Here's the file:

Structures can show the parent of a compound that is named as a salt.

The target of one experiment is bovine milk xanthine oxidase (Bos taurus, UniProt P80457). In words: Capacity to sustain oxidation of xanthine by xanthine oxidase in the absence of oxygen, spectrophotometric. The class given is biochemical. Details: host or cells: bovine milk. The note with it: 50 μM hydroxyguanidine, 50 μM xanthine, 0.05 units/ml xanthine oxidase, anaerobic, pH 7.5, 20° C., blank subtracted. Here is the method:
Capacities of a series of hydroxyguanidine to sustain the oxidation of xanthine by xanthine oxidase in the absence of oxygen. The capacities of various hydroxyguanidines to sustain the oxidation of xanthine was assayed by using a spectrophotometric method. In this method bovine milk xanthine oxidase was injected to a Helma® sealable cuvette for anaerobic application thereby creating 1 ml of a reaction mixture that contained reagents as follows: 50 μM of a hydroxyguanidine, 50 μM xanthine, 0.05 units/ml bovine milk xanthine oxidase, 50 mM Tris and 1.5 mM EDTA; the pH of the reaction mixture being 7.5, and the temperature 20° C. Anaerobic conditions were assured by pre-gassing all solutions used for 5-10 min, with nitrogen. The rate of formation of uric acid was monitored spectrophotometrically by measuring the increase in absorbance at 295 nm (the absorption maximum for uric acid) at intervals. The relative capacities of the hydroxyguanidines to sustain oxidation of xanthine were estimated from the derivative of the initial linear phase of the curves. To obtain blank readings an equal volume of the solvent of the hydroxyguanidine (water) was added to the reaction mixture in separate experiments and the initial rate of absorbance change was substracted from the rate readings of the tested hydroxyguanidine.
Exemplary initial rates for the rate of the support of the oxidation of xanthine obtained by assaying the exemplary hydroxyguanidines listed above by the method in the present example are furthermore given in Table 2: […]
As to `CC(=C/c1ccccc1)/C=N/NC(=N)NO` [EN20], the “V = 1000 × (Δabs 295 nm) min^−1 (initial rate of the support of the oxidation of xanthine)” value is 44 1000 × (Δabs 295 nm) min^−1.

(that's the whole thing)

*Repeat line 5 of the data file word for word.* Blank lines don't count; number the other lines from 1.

As to `CC(=C/c1ccccc1)/C=N/NC(=N)NO` [EN20], the “V = 1000 × (Δabs 295 nm) min^−1 (initial rate of the support of the oxidation of xanthine)” value is 44 1000 × (Δabs 295 nm) min^−1.